Fabrication of ferroelectric thin film specimen for in-situ electrical biasing TEM studies by FIB.

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Virtual Early Career European Microscopy Congress 2020
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PST.6 - In-situ and in-operando microscopy
Alexander Vogel (2, 1), Martin Sarott (1), Prof. Dr. Manfred Fiebig (1), Dr. Morgan Trassin (1), Dr. Marta Rossell (2)
1. ETH Zürich
2. Swiss Federal Laboratories for Materials Science and Technology, Empa

electrical biasing, ferroelectrics, FIB, in-situ TEM, MEMS chip

Abstract text

Ferroelectrics have a large variety of applications in modern life. These include piezoelectric actuators, sensors, dielectric capacitors or memory devices. In data storage applications, ferroelectricity presents a unique alternative to ferromagnetism as it allows for more energy efficient and faster devices. However, the commercialization of ferroelectric memory devices has been hindered by major reliability issues [1,2] such as retention loss [3], imprint [4], and fatigue [5]. To overcome these issues, a deeper understanding of the microscopic mechanisms of domain wall motion, nucleation, and the role of various types of defects, such as oxygen vacancies, in this context is required. Even so, at present, there is a lack of dynamical data on the ferroelectric switching process at the atomic scale, which impedes further development in this field.

In this work, we report on the fabrication of ferroelectric thin film specimens for in-situ electrical biasing experiments inside the transmission electron microscope (TEM) by focused ion beam (FIB) to fill this gap in knowledge. The specimens were fabricated on commercial micro-electro-mechanical system (MEMS)-chips manufactured by Protochips that allow for electrical and thermal stimuli without applying external strain on the thin films. A FEI Helios 660 SEM/FIB equipped with an EasyLift Nanomanipulator, operating a Ga ion source with acceleration voltages up to 30 kV, was used to machine the electron transparent specimens. A plate capacitor geometry was adopted to mimic the environment of industrial applications for ferroelectric capacitors. The bottom electrode of the capacitor consists of a conductive substrate, such as Nb-doped SrTiO3, while sputtered Pt and Pt deposited by ion-beam-induced chemical vapor deposition were used as top electrode. The investigated ferroelectric thin films include Pb(Zr0.2Ti0.8)O3 (PZT) and BiFeO(BFO) grown by pulsed laser deposition.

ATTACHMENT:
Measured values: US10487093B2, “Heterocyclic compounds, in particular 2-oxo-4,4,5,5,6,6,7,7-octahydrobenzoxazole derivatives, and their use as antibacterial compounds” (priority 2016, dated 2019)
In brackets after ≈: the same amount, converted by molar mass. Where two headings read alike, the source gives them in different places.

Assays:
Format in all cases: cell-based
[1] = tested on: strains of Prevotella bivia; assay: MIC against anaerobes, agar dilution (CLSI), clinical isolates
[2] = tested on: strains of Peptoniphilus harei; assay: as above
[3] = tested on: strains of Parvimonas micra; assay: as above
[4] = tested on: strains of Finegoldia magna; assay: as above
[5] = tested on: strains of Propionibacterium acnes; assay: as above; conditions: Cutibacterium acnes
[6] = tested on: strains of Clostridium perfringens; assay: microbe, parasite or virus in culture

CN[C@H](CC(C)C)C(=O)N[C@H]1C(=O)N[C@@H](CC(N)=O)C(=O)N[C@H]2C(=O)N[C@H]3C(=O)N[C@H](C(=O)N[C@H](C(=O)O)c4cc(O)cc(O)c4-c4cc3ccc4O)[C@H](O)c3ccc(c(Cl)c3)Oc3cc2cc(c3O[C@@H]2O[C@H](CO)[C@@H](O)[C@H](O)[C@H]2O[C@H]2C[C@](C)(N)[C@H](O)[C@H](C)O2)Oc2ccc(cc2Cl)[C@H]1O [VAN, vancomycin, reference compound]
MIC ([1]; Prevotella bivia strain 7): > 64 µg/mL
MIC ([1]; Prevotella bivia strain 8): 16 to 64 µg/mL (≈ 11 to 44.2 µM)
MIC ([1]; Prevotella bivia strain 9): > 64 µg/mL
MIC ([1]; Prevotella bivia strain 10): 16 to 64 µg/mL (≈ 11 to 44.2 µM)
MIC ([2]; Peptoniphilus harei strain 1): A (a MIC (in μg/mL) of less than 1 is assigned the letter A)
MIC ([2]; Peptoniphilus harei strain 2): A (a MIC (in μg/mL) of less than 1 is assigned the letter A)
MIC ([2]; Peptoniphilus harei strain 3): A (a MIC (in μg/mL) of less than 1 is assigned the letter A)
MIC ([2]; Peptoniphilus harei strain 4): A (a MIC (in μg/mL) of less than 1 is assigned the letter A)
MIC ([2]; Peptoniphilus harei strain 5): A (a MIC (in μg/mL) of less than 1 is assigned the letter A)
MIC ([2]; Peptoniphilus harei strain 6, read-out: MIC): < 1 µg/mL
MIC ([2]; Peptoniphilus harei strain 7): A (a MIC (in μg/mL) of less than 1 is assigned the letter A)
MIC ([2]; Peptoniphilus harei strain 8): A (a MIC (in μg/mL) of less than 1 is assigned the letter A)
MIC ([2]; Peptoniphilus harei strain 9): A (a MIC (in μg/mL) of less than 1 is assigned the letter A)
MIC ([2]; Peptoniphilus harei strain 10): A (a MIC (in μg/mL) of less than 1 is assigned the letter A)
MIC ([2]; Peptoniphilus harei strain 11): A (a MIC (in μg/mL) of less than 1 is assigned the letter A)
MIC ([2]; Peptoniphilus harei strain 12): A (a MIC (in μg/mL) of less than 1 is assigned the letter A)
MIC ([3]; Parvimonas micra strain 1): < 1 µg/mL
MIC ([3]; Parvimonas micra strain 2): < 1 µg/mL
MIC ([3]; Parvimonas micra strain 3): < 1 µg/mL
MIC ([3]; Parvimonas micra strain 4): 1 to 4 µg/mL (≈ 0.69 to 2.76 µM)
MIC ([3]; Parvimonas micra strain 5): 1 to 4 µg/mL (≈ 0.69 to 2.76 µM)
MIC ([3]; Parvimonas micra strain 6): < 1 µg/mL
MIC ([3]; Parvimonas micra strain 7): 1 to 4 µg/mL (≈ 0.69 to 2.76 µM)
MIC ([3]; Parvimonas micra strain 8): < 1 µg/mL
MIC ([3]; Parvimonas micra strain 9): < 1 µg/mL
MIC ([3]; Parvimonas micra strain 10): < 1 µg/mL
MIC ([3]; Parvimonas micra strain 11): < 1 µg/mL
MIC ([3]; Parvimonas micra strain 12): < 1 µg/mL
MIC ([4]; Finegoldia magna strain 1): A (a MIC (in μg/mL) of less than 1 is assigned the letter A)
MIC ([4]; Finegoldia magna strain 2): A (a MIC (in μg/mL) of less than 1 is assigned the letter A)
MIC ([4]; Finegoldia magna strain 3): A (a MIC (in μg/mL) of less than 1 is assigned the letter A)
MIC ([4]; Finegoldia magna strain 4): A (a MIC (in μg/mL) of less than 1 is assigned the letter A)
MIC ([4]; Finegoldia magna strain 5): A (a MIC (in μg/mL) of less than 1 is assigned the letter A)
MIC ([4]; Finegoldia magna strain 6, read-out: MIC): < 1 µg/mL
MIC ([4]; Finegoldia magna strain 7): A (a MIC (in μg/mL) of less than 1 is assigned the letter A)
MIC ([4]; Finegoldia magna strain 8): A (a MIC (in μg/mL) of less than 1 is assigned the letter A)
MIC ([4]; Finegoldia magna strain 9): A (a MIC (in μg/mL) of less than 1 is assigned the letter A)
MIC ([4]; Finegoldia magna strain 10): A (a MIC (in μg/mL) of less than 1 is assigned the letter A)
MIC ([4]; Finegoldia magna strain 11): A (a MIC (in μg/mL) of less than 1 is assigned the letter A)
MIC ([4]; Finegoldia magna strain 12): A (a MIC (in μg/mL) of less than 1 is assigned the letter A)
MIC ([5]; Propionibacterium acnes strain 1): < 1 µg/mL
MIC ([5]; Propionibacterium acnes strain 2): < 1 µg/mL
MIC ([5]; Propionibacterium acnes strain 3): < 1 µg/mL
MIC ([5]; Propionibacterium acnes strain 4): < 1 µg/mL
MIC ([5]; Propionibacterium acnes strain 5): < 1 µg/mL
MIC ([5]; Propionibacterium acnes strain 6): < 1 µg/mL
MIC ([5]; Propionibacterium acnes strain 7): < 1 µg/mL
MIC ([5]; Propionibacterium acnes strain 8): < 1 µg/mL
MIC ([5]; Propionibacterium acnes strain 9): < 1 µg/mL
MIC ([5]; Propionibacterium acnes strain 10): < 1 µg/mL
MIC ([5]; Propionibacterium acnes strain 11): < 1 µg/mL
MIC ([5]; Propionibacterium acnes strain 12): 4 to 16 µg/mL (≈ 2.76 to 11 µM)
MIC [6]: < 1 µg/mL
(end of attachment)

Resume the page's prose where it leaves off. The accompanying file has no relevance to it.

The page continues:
The specimen geometry was optimized to prevent the mechanical failure of the electrodes caused by the strain induced by the piezoelectric response of the ferroelectric. This allowed for stable PZT thin film specimens, with a film thickness of 100 nm, up to a biasing voltage of 20 V. The investigation of the currents passing through the capacitor in response to the applied voltage revealed a Schottky-diode like behaviour. Typical currents in the reverse-bias direction were on the order of 100 nA at a biasing voltage of 5 V. A thermal breakdown of the lamella occurred once the leakage currents exceed 1 µA, with both the Pt electrode and ferroelectric thin films melting at this point. The initial characterization of the ferroelectric thin films by conventional dark-field (DF) TEM imaging and high-resolution high-angle annular dark-field (HAADF) scanning TEM (STEM) was performed using a FEI Titan Themis microscope equipped with a probe CEOS DCOR spherical aberration corrector operated at 300 kV. In DF-TEM, the correct choice of diffraction spots used for image formation allows for tracking the in-plane or out-of-plane domain distribution in the ferroelectric film. In HAADF-STEM imaging, the ferroelectric polarization is mapped on the atomic scale by a combination of time series averaging [6], probe deconvolution and atomic column fitting [7]. 

Our results provide the path to prepare highly stable ferroelectric thin film capacitor specimens for in-situ S/TEM observations. This shall enable future studies on the dynamic processes in ferroelectric thin films under an applied bias voltage, which are crucial for the practical implementation of these materials in data storage devices [8].


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[2] W. L. Warren, D. Dimos, and R. M. Waser, MRS Bulletin 21 (1996), p. 40-45.

[3] A. Gruverman and M. Tanaka, Journal of Applied Physics 89 (2001), p. 1836.

[4] A. K. Tagantsev et al., Journal of Applied Physics 96 (2004), p. 6616-6623.

[5] A. K. Tagantsev et al., Journal of Applied Physics 90 (2001), p. 1387-1402.

[6] L. Jones et al., Advanced Structural and Chemical Imaging 1 (2015), p. 8.

[7] M. Nord et al., Advanced Structural and Chemical Imaging 3 (2017), p. 9.

[8] The authors gratefully acknowledge funding from the Swiss National Science Foundation under project number 175926.